Another video came out in promotion of the new record, this one directed by Chris Hopewell is for the opening track of the new album, entitled “Burn the Witch.” It is true old school clay animation. Its jerky motion takes one right back to mid-twentieth century classics like Rudolph the Red Nose Reindeer. But it actually references Camberwick Green, a British 1960’s BBC family program. Hopewell’s previous work with the band includes the brilliant hybrid animation video for “There There” (2003), in which you follow Thom through the forest where he visits animals and ultimately becomes a tree.

This one is not quite so cryptic, but there is some weird imagery. A business man, journalist, or bureaucrat of some kind visits a village where he is given a tour. The village proudly displays where they execute people, conduct rituals, and other strange things. Eventually he is led to a large and rickety wooden construction shaped like a man. They insist that he walk up the ladder and go inside the man, only it was a trick. They burn the statue with him inside. It reminds one of Burning Man, naturally.

The video ends with some good humor. He reappears shaken and dusty, but not dead. He seems to have escaped.

Stay in the shadows. Cheer the gallows. This is a round up. This is a low-flying panic attack. Sing a song on the jukebox that goes.

Burn the witch. Burn the witch. We know where you live.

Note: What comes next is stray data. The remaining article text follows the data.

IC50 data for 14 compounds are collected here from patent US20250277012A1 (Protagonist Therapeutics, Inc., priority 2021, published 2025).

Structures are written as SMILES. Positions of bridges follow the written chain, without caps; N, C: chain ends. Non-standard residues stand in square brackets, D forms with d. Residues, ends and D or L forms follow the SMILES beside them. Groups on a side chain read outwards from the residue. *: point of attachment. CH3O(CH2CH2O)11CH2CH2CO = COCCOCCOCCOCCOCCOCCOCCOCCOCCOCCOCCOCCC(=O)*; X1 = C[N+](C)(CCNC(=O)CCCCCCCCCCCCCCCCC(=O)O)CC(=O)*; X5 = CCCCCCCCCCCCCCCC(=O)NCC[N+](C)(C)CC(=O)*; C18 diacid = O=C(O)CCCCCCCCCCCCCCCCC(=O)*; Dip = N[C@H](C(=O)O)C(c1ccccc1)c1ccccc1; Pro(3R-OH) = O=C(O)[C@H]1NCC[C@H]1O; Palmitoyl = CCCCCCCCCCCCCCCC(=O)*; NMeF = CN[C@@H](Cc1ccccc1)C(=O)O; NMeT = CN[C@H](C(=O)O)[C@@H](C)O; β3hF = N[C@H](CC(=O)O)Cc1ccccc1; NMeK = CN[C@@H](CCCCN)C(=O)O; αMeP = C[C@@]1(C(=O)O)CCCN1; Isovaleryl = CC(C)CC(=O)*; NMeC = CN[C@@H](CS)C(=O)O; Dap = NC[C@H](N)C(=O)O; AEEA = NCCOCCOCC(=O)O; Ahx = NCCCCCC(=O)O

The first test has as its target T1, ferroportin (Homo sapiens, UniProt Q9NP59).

Red crosses on wooden doors. If you float, you burn. Loose tongue around tables. Abandon all reason. Avoid all eye contact. Do not react. Shoot the messengers. This is a low flying panic attack. Sing a song of sixpence that goes.

Burn the witch. Burn the witch. We know where you live.

This song was developed as far back as the Kid A sessions, so it does not likely point to current events, as some have suggested. It’s a clever video that directly correlates to the lyrical content and I enjoyed each little scene involved, especially when he sees himself in the model village.

The secrecy that Radiohead has placed over every aspect of their latest release combined with the meticulous order with which everything has come out, I would imagine that if there are more music videos to come from this album, it will have nothing to do with what MTV or any other outlet does with them and entirely plotted out in secrecy. Wait and see.

Please watch and discuss in our comment section below.




There are 2 comments

Add yours
  1. E. Munoz